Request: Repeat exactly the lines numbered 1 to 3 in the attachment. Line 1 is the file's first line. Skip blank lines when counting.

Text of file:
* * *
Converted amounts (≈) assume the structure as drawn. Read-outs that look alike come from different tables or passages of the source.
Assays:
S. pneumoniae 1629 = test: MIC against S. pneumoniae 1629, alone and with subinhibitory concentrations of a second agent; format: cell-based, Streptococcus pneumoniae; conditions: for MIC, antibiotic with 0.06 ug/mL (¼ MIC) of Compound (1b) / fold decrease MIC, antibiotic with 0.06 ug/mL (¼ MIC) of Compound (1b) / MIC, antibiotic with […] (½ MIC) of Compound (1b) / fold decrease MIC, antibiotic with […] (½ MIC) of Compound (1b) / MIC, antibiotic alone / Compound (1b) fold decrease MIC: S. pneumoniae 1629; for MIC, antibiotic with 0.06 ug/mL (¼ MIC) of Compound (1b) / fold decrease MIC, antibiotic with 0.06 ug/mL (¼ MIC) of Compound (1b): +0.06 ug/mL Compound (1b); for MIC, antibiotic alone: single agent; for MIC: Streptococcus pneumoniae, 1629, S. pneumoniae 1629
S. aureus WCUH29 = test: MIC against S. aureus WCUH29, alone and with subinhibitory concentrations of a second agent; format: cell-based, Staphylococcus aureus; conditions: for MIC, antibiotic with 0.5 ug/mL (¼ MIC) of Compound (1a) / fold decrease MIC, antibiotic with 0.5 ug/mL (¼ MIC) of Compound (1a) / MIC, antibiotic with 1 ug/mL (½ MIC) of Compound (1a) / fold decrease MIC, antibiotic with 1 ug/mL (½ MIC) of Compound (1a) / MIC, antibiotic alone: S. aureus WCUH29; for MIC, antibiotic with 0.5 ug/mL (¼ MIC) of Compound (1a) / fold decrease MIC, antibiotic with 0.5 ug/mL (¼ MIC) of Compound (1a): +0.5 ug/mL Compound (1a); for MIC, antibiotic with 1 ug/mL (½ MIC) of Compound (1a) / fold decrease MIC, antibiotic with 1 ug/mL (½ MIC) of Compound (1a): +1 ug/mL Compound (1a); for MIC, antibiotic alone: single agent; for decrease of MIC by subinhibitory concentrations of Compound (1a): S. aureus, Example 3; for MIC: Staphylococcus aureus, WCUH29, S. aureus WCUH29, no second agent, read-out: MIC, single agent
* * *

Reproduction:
Converted amounts (≈) assume the structure as drawn. Read-outs that look alike come from different tables or passages of the source.
Assays:
S. pneumoniae 1629 = test: MIC against S. pneumoniae 1629, alone and with subinhibitory concentrations of a second agent; format: cell-based, Streptococcus pneumoniae; conditions: for MIC, antibiotic with 0.06 ug/mL (¼ MIC) of Compound (1b) / fold decrease MIC, antibiotic with 0.06 ug/mL (¼ MIC) of Compound (1b) / MIC, antibiotic with […] (½ MIC) of Compound (1b) / fold decrease MIC, antibiotic with […] (½ MIC) of Compound (1b) / MIC, antibiotic alone / Compound (1b) fold decrease MIC: S. pneumoniae 1629; for MIC, antibiotic with 0.06 ug/mL (¼ MIC) of Compound (1b) / fold decrease MIC, antibiotic with 0.06 ug/mL (¼ MIC) of Compound (1b): +0.06 ug/mL Compound (1b); for MIC, antibiotic alone: single agent; for MIC: Streptococcus pneumoniae, 1629, S. pneumoniae 1629